** We passed a law in Trumbull that states all the historic homes (built before 1900) on the main roads can not be changed. That stopped the developers from buying the historic houses, tearing the down and doing anything they wanted. If this law would pass the character in our town would be lost forever.
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Old 03-16-2021, 08:31 AM
 
Location: Fairfield County CT
3,138 posts, read 1,712,385 times
Reputation: 1676
Quote:
Originally Posted by pramre View Post
How likely is this bill likely to pass both chambers in its current form and be signed into law? I am not familiar with CT politics and don't know how much of the Democratic majority aligns with this line of thinking.

We're considering purchasing a home within walking distance of Darien train station/main street and something like this would give us major pause. Would not be a fan of apartment buildings next to our single family home, with the added traffic & noise.
I am going to contact my representative in Trumbull who is totally against this and ask him (or his office) what the chances of this getting passed it. I will let you know. Here is my representative.
http://www.icontact-archive.com/arch...be278acb6913d0

The representative Tony Hwang is vocal about this too. I will keep an eye on what both of these representatives are saying. This would drastically change the character of the 1-95 Metro North corridor from Greenwich to New Haven. That is what these people want with this bill: control of the 1-95 Metro North corridor from Greenwich to New Haven. The people up in Hartford could care less because they are not here.

Lamont is from Greenwich so I can't see him signing this bill. I am 99.9% sure he would veto this bill.
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Old 03-16-2021, 08:42 AM
 
Location: Fairfield
673 posts, read 256,507 times
Reputation: 331
Quote:
Originally Posted by CTartist View Post
This article is a very good read about this subject. It does a better jobs of explaining affordable housing than I do and the current proposed bill.
https://greenwichfreepress.com/news/...-supply-155721

"CT Sweeping Zoning Legislation, SB 1024, Aims to Increase Overall Housing Supply

Main Street Zoning
A key part of DeSegregate CT’s proposal calls for “Main Street Zoning,” which would call for towns to fast track two- to four-family housing, making them “as of right.” There would be no minimum parking requirements, within a 1/4 mile of a “main street” in towns with over 7,500 people or with “concentrated development” as defined by the Census.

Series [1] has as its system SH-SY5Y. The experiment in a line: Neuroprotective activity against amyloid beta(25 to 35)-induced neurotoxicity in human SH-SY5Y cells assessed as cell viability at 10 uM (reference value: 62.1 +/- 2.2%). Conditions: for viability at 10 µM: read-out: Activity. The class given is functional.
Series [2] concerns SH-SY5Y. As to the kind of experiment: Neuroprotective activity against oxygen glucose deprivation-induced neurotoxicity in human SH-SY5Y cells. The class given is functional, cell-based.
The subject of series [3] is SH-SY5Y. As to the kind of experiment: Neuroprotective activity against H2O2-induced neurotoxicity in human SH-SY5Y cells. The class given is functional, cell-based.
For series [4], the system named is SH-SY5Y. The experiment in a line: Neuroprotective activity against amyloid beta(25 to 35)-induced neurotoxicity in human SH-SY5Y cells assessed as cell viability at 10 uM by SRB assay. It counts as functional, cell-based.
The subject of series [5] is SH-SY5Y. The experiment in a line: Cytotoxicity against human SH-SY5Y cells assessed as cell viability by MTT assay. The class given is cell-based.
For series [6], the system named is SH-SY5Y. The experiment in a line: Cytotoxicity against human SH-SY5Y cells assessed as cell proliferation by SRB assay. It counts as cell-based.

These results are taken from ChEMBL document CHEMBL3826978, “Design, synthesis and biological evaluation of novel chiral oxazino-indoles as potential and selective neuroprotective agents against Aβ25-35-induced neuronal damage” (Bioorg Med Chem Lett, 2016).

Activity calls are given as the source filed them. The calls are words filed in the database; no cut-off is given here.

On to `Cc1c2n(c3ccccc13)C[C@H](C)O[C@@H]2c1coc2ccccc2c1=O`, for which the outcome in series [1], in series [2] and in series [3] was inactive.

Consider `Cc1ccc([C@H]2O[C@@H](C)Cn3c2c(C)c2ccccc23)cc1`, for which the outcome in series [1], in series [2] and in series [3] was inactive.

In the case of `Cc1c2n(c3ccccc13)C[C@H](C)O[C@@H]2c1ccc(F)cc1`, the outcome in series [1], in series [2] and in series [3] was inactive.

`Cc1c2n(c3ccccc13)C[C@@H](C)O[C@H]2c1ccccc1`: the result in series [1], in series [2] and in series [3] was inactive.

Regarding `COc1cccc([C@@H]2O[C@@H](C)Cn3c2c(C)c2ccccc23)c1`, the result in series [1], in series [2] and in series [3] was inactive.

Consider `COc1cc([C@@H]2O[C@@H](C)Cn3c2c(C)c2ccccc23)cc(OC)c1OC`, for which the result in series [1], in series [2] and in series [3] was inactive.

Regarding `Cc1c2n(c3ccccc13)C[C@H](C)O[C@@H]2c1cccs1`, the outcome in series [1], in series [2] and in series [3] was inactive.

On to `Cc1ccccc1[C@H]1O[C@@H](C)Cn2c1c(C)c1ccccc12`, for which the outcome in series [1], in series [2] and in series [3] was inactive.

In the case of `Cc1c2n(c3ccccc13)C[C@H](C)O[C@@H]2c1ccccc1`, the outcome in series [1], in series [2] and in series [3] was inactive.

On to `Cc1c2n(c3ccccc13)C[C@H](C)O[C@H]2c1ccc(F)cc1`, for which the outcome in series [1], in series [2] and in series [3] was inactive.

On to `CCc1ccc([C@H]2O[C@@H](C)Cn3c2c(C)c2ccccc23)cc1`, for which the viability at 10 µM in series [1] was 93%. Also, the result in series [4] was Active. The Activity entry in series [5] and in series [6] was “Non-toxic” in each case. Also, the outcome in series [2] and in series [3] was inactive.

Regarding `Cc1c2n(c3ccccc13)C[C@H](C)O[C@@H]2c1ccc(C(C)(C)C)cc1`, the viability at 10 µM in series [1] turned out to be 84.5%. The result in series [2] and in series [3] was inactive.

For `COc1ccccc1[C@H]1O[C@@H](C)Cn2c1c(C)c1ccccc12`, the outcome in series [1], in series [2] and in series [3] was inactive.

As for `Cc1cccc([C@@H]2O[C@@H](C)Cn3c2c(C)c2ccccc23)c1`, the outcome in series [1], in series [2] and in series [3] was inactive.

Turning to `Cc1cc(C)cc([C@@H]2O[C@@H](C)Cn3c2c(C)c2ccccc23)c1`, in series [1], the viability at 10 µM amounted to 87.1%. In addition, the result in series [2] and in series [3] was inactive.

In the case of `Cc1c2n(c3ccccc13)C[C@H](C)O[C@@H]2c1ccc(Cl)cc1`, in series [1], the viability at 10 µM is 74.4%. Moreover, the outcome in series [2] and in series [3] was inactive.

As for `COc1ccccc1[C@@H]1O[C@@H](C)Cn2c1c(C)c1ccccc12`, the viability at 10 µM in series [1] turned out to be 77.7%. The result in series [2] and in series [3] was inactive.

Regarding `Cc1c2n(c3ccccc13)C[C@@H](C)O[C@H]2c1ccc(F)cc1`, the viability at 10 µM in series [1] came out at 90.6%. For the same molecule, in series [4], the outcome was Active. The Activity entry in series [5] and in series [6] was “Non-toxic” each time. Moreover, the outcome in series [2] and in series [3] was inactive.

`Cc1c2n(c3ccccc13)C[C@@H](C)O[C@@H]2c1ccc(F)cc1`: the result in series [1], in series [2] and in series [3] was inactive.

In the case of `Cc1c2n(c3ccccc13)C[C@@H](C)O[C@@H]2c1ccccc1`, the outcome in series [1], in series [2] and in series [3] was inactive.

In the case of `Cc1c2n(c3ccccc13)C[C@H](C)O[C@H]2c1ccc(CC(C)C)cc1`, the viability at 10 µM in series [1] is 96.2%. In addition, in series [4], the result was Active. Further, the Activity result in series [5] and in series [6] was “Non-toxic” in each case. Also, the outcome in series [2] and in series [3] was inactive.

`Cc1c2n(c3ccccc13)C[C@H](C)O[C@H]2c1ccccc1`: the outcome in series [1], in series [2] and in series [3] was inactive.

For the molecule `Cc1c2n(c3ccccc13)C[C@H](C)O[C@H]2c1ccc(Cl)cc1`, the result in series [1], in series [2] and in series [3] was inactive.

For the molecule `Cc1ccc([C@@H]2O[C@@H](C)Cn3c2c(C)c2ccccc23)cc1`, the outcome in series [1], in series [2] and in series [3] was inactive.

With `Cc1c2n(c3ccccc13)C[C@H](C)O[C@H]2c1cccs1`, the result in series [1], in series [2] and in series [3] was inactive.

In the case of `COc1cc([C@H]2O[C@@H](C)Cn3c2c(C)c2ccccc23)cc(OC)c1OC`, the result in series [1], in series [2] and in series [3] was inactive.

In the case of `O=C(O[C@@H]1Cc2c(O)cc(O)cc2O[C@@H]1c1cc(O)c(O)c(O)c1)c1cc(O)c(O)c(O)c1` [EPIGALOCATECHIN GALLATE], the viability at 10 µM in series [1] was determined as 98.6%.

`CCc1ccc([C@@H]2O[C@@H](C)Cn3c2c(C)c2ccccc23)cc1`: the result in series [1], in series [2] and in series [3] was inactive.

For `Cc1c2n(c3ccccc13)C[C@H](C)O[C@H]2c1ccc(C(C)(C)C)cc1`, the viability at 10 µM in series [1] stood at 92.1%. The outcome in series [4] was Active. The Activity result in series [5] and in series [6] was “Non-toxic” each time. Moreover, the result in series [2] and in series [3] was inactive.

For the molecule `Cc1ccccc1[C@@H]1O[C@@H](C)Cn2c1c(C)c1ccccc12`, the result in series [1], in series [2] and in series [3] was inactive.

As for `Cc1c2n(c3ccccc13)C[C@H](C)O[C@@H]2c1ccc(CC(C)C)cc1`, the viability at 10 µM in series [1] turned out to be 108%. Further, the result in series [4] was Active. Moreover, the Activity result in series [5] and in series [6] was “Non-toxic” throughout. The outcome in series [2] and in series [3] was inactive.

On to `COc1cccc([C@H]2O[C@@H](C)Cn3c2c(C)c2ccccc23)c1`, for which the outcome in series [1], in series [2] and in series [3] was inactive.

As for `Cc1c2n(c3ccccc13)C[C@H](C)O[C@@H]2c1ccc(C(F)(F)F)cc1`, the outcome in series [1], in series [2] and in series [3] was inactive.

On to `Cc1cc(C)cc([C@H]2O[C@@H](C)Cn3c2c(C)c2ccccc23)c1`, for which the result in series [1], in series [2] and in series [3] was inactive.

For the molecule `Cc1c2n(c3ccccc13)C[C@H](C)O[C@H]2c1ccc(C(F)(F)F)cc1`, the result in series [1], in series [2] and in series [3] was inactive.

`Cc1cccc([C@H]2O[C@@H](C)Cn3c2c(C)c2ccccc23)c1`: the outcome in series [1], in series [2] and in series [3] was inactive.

The proposed legislation would require towns designate 50% of an area within 1/4 mile of a main street for 2-4 unit housing, and require 10% of any development with more than 10 units be designated affordable."


I do agree with affordable housing but I am totally against the above. The towns should have control of where to put the affordable housing and what kind for each town. I also think 10% is too high.
I really couldn't imagine what that would do to Fairfield...

I'm assuming that they'll call US 1 "Main Street" and then say anything within that halfmile stretch is fair game. That's all of downtown, all of the Old Post Road historic area, touches Fairfield U at Barlow Road, a very significant portion of Southport Historic District...

Gee, might as well build a new town from scratch!
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Old 03-16-2021, 08:55 AM
 
62 posts, read 30,222 times
Reputation: 32
Quote:
Originally Posted by tbanks3 View Post
I think the saying is, “you can’t have your cake and eat it too.”

Right now I believe zoning laws prevent these options from being built or considered. So ONLY single family homes are permitted. This would allow for other types of multi family housing or apartment complexes. Besides, single family homes near transit stations is poor land use. Transit oriented development is the future and should be embraced in my opinion.
I am sorry to be blunt. We are paying a premium to be near transit when we purchase a home. Why can’t these developments be built farther away from the train and be provided with a Jitney service ? If the towns had input on how to meet the quota of multi family housing, they would probably choose that option and pick vacant lots more suitable for massive development instead of central/historic downtowns. It is easy for someone who has no financial stake in the matter to propose arbitrary zoning regulations without the town’s input. I hope this bill doesn’t pass.